The Family Reunification Parole Process announced in May of 2023 is available to:
Certain nationals of Colombia, El Salvador, Guatemala, or Honduras (including their immediate family petitioners) who have approved family-based petitions (Form I-130)
Who can file a family-based petition for me (Form I-130)?
- US citizens can petition for:
- Unmarried, minor children, spouses, and parents (“immediate relatives”)
- Unmarried sons and daughters (21 and older)
- Married sons and daughters
- Brothers and sisters
- Lawful permanent residents can file for:
- Unmarried, minor children and spouses
- Unmarried, adult, sons and daughters (21 and older)
If I already have an approved I-130, why do I need the Family Reunification Parole Process?
An approved I-130 does not give the beneficiary direct access to be able to come to the U.S. Visa backlogs could mean many years for the beneficiary to be able to begin the consular processing process to come to the U.S.
For instance, a U.S. citizen from Mexico who has an approved I-130 Petition filed on behalf of his or her Mexican brother that was filed on or before August 1, 2000, is currently eligible to begin consular processing based on the August Visa Bulletin. That is a 23 year wait and the wait times keep getting longer and longer.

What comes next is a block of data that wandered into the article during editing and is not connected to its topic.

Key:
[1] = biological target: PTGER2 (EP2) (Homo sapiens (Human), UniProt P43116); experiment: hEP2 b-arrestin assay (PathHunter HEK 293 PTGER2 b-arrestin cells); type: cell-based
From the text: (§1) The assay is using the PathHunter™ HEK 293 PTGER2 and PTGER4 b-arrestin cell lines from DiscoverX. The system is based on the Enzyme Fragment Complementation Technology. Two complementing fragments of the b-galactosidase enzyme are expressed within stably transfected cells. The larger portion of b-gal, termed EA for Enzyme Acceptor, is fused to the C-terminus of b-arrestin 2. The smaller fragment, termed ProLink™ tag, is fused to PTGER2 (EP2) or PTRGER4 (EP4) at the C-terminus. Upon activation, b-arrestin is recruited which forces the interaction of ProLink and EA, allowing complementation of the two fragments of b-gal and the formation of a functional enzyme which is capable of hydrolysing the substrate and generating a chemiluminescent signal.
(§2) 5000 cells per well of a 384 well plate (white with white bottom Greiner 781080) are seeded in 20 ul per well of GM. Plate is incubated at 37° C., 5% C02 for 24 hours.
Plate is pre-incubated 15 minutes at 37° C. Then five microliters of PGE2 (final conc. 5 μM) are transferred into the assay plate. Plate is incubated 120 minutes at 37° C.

The Family Reunification Parole Process allows eligible beneficiaries to come to the U.S. with parole while they wait for their family-based visa to become available.
How do I apply for the Family Reunification Parole Process?
Once the I-130 Petition is approved you must wait for an invitation to be sent either by mail or email from the Department of States’s National Visa Center (NVC). The NVC began sending invitations on July 31, 2023.
If your address or email has changed since you filed the I-130 Petition it is important to update your contact information with the NVC via their public inquiry form.
If you have any questions, contact our office at (727) 471-0677.